City of Melbourne awards more than $800,000 in Arts Grants

Rubiks Collective - photo by Cameron JamiesonThe City of Melbourne has awarded more than $800,000 to a diverse range of artists, as part of the latest round of Council’s Annual Arts Grants Program. 70 artists and arts and creative organisations, have received funding for 2020, representing one of the largest cohorts of grants recipients ever funded by the City of Melbourne.

Chair of the Arts, Culture and Heritage portfolio, Councillor Rohan Leppert, said the grants provide a major boost for Melbourne’s arts scene, with projects stretching from theatre, dance and music to writing, multimedia and visual arts.

“This year’s recipients are some of the most diverse we’ve ever seen and are a testament to the continued growth of our city’s renowned arts scene,” said Cr Leppert.“With this funding more than 1,070 artists will be employed to create 1,400 days of arts activity, 74 per cent of which will be completely free to the public.

“I’m proud that Council is continuing to work hard to promote and foster Melbourne’s artistic growth as we cement our title as Australia’s cultural capital,” he added.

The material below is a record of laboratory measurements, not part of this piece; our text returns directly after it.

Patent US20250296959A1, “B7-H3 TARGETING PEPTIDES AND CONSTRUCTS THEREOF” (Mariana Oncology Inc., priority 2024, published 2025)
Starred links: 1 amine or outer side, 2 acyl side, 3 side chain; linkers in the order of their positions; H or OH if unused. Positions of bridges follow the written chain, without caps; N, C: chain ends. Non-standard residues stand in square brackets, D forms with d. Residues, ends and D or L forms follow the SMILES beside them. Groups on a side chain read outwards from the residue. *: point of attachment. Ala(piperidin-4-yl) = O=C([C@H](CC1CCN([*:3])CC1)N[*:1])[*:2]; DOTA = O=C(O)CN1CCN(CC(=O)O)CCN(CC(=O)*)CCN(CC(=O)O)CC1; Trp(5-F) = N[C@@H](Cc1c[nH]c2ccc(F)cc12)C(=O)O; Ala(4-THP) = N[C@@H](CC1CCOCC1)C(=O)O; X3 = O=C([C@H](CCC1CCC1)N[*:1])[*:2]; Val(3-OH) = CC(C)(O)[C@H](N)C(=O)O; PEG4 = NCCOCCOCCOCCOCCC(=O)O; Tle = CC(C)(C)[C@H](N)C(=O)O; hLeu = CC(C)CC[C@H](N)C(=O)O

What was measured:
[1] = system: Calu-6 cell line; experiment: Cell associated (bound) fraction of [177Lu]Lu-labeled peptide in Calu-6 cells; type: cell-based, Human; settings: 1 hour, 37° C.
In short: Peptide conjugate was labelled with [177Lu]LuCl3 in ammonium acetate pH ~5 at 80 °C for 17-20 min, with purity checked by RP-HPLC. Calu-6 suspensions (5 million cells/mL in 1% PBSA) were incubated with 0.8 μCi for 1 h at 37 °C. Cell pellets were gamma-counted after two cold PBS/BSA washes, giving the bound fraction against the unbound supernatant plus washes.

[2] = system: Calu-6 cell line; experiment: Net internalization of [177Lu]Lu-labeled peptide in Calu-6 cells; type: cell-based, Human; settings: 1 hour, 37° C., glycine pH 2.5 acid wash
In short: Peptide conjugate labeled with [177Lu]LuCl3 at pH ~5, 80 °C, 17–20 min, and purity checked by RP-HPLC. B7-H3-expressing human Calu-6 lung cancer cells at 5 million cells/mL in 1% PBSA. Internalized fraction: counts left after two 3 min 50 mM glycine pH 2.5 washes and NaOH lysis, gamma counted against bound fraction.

This year’s City of Melbourne grant recipients include:

Weird Place Fest4 – a two-day festival line-up of Australia’s most exciting established and up and coming punk, rock, psych, post-punk and garage rock bands.
• Multimedia experience BeeScapes – an immersive VR artwork and documentary experience allowing audiences to experience the world through the senses of a bee.
• Music program Music in Exile – designed to support Melbourne musicians from refugee or migrant backgrounds to showcase their work and break into the music scene.
• A suite of neon works created by Sanja Pahoki entitled The Window – designed to connect the artist with the passing community of workers, residents and visitors.

Councillor Rohan Leppert said the latest round of Arts Grants is part of the City of Melbourne’s new Creative Funding Framework. “Council invests over $4 million into arts and creative outcomes each year by independent artists and arts organisations,” he said. “The framework helps us set out a clear purpose and principles to guide our future investment up to 2024.”

For more information about the City of Melbourne’s Arts Grants, and to view the full list of recipients, visit: for details.

Image: Rubiks Collective – photo by Cameron Jamieson